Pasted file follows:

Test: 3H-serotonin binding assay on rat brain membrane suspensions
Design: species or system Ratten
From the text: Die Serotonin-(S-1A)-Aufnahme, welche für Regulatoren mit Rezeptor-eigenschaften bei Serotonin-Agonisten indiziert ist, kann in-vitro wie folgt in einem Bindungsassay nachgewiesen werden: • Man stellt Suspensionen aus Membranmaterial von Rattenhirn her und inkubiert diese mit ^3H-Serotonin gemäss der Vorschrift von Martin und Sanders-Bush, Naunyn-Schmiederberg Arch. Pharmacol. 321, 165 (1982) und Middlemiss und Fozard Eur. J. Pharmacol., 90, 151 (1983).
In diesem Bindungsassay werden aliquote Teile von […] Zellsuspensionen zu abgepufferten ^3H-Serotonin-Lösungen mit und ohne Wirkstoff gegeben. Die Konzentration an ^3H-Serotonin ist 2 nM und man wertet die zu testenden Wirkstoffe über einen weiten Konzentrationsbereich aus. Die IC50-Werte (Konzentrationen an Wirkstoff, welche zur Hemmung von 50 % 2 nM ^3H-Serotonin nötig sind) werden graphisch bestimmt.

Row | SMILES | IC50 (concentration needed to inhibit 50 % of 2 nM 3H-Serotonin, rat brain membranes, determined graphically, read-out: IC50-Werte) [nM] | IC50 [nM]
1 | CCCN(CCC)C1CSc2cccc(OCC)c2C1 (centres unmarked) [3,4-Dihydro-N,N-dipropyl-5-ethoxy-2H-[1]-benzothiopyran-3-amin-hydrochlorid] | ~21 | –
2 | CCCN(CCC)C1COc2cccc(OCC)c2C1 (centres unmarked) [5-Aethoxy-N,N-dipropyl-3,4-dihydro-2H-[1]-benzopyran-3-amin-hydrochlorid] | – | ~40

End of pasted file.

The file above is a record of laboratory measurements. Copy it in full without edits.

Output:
Test: 3H-serotonin binding assay on rat brain membrane suspensions
Design: species or system Ratten
From the text: Die Serotonin-(S-1A)-Aufnahme, welche für Regulatoren mit Rezeptor-eigenschaften bei Serotonin-Agonisten indiziert ist, kann in-vitro wie folgt in einem Bindungsassay nachgewiesen werden: • Man stellt Suspensionen aus Membranmaterial von Rattenhirn her und inkubiert diese mit ^3H-Serotonin gemäss der Vorschrift von Martin und Sanders-Bush, Naunyn-Schmiederberg Arch. Pharmacol. 321, 165 (1982) und Middlemiss und Fozard Eur. J. Pharmacol., 90, 151 (1983).
In diesem Bindungsassay werden aliquote Teile von […] Zellsuspensionen zu abgepufferten ^3H-Serotonin-Lösungen mit und ohne Wirkstoff gegeben. Die Konzentration an ^3H-Serotonin ist 2 nM und man wertet die zu testenden Wirkstoffe über einen weiten Konzentrationsbereich aus. Die IC50-Werte (Konzentrationen an Wirkstoff, welche zur Hemmung von 50 % 2 nM ^3H-Serotonin nötig sind) werden graphisch bestimmt.

Row | SMILES | IC50 (concentration needed to inhibit 50 % of 2 nM 3H-Serotonin, rat brain membranes, determined graphically, read-out: IC50-Werte) [nM] | IC50 [nM]
1 | CCCN(CCC)C1CSc2cccc(OCC)c2C1 (centres unmarked) [3,4-Dihydro-N,N-dipropyl-5-ethoxy-2H-[1]-benzothiopyran-3-amin-hydrochlorid] | ~21 | –
2 | CCCN(CCC)C1COc2cccc(OCC)c2C1 (centres unmarked) [5-Aethoxy-N,N-dipropyl-3,4-dihydro-2H-[1]-benzopyran-3-amin-hydrochlorid] | – | ~40